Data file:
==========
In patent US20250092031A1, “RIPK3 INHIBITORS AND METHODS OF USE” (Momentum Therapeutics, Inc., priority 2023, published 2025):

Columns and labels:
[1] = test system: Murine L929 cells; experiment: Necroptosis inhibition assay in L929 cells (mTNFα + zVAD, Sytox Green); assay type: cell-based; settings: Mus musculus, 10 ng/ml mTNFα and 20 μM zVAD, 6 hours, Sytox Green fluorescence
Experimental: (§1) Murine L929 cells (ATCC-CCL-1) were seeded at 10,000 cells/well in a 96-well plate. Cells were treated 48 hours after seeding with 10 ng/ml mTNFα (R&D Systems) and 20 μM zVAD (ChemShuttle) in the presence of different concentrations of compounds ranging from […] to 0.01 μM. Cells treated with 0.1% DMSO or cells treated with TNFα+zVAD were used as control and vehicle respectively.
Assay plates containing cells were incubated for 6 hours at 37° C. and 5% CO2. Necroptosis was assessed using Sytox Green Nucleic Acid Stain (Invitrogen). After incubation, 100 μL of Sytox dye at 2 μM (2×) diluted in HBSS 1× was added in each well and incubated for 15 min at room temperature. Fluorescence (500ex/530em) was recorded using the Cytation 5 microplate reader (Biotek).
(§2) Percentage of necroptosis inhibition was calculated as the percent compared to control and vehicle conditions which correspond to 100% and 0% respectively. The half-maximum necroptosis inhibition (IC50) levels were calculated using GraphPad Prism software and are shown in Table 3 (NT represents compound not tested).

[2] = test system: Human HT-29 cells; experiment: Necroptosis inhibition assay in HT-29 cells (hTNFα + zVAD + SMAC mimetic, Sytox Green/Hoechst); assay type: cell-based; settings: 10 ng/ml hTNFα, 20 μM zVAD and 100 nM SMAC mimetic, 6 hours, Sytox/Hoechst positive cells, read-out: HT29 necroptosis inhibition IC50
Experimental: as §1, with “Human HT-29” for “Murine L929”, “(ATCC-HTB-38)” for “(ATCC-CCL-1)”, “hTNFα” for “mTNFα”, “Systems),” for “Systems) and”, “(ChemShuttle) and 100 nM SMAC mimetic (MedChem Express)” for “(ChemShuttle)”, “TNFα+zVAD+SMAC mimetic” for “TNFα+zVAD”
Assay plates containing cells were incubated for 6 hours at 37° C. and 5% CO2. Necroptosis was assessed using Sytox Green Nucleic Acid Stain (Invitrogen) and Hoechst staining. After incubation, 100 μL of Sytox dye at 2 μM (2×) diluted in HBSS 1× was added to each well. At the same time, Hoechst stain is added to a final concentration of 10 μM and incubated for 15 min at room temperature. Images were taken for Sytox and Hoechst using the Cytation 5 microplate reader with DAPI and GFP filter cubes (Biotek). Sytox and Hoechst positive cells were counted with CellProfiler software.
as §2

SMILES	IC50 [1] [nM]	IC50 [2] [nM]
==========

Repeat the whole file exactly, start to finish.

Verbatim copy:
In patent US20250092031A1, “RIPK3 INHIBITORS AND METHODS OF USE” (Momentum Therapeutics, Inc., priority 2023, published 2025):

Columns and labels:
[1] = test system: Murine L929 cells; experiment: Necroptosis inhibition assay in L929 cells (mTNFα + zVAD, Sytox Green); assay type: cell-based; settings: Mus musculus, 10 ng/ml mTNFα and 20 μM zVAD, 6 hours, Sytox Green fluorescence
Experimental: (§1) Murine L929 cells (ATCC-CCL-1) were seeded at 10,000 cells/well in a 96-well plate. Cells were treated 48 hours after seeding with 10 ng/ml mTNFα (R&D Systems) and 20 μM zVAD (ChemShuttle) in the presence of different concentrations of compounds ranging from […] to 0.01 μM. Cells treated with 0.1% DMSO or cells treated with TNFα+zVAD were used as control and vehicle respectively.
Assay plates containing cells were incubated for 6 hours at 37° C. and 5% CO2. Necroptosis was assessed using Sytox Green Nucleic Acid Stain (Invitrogen). After incubation, 100 μL of Sytox dye at 2 μM (2×) diluted in HBSS 1× was added in each well and incubated for 15 min at room temperature. Fluorescence (500ex/530em) was recorded using the Cytation 5 microplate reader (Biotek).
(§2) Percentage of necroptosis inhibition was calculated as the percent compared to control and vehicle conditions which correspond to 100% and 0% respectively. The half-maximum necroptosis inhibition (IC50) levels were calculated using GraphPad Prism software and are shown in Table 3 (NT represents compound not tested).

[2] = test system: Human HT-29 cells; experiment: Necroptosis inhibition assay in HT-29 cells (hTNFα + zVAD + SMAC mimetic, Sytox Green/Hoechst); assay type: cell-based; settings: 10 ng/ml hTNFα, 20 μM zVAD and 100 nM SMAC mimetic, 6 hours, Sytox/Hoechst positive cells, read-out: HT29 necroptosis inhibition IC50
Experimental: as §1, with “Human HT-29” for “Murine L929”, “(ATCC-HTB-38)” for “(ATCC-CCL-1)”, “hTNFα” for “mTNFα”, “Systems),” for “Systems) and”, “(ChemShuttle) and 100 nM SMAC mimetic (MedChem Express)” for “(ChemShuttle)”, “TNFα+zVAD+SMAC mimetic” for “TNFα+zVAD”
Assay plates containing cells were incubated for 6 hours at 37° C. and 5% CO2. Necroptosis was assessed using Sytox Green Nucleic Acid Stain (Invitrogen) and Hoechst staining. After incubation, 100 μL of Sytox dye at 2 μM (2×) diluted in HBSS 1× was added to each well. At the same time, Hoechst stain is added to a final concentration of 10 μM and incubated for 15 min at room temperature. Images were taken for Sytox and Hoechst using the Cytation 5 microplate reader with DAPI and GFP filter cubes (Biotek). Sytox and Hoechst positive cells were counted with CellProfiler software.
as §2

SMILES	IC50 [1] [nM]	IC50 [2] [nM]